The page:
After World War II, the American economy thrived for 30 years. Prosperity was shared at all levels of income, with each segment seeing a doubling of income between 1949 and 1979. Top tax rates for the rich of 91 percent under Dwight Eisenhower and 70 percent under Richard Nixon did not slow this economy.

During the 1980s, Ronald Reagan began reducing tax rates, deregulating and reducing government spending to spur growth.

America continued to generate wealth; however, that wealth became concentrated at the top. This bonanza was supposed to “trickle down,” benefiting all Americans, but this simply did not happen.

While the rich saw their incomes double again during these three decades, the rest of America saw their incomes stagnate or decline. Had the sharing of American prosperity seen between 1949 and 1979 continued, a family at the medium income level (ours?) would now be making an extra $10,000 yearly.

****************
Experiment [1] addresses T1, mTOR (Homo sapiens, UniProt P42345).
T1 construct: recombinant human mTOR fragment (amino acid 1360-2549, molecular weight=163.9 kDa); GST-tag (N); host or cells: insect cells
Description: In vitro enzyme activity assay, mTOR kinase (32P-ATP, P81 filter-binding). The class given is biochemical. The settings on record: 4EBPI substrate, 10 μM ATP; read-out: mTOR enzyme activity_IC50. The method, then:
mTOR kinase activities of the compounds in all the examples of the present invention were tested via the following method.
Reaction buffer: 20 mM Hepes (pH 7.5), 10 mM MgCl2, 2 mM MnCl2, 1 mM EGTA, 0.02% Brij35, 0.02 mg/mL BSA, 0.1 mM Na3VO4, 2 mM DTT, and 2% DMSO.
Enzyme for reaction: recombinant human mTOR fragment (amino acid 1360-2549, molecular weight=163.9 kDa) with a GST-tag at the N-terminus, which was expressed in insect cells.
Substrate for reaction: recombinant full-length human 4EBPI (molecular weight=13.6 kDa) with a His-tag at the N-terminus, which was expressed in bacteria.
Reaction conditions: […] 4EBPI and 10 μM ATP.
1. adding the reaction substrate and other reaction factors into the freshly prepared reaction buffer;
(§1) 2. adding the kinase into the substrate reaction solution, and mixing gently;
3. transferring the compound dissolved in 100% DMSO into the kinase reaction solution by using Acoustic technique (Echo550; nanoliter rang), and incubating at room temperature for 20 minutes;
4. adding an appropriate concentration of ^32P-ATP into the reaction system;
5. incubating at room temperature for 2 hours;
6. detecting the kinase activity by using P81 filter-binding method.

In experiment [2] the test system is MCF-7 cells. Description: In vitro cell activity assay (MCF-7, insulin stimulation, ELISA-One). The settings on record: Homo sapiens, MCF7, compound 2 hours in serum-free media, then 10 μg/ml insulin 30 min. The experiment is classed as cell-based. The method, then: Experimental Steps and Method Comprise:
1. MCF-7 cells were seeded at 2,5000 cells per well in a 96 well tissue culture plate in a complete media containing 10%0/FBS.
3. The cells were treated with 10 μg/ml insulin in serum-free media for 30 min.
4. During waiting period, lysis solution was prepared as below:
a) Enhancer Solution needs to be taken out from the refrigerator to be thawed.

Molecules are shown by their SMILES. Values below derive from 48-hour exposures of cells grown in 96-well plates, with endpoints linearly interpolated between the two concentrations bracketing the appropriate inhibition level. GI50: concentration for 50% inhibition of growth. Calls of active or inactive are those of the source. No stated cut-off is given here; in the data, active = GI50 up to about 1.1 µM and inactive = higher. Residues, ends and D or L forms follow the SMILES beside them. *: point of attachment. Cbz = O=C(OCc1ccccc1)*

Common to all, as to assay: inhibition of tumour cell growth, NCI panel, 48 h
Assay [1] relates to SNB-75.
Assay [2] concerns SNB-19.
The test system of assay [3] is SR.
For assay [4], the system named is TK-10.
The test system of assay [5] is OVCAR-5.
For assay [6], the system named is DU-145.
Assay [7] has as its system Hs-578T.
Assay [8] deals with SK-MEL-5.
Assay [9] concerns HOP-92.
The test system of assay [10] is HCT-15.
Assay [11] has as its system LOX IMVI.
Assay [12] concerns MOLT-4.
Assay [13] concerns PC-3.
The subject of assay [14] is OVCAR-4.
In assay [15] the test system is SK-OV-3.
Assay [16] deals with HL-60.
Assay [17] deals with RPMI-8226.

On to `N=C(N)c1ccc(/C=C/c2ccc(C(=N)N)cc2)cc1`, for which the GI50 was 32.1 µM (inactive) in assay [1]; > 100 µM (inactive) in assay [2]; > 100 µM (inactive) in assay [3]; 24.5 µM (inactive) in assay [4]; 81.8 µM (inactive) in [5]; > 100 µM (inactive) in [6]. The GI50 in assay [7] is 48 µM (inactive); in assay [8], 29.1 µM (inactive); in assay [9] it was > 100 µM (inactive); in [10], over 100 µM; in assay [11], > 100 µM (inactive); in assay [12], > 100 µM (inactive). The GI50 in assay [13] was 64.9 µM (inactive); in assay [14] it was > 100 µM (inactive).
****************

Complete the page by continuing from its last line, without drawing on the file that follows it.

Warren Buffet sums it up this way, “There’s class warfare, all right, but it’s my class, the rich class, that’s making war, and we’re winning.”

Why do we continue on this “winners take all” course of increasing inequality? Simple. The rich, never satisfied, use their power to make sure it continues. They recently got the Supreme Court to approve the unlimited and anonymous use of their money, and this November they seek to buy more power.

Most members of Congress and key economic policy makers are members of the top 1 percent and know that if they serve the rich well, they will be even richer.

Things will never change until we realize the power of the people at the top depends on the inaction of the people below. We must take action and make government work for the rest of us, the 99 percent.

John Benziger

South China

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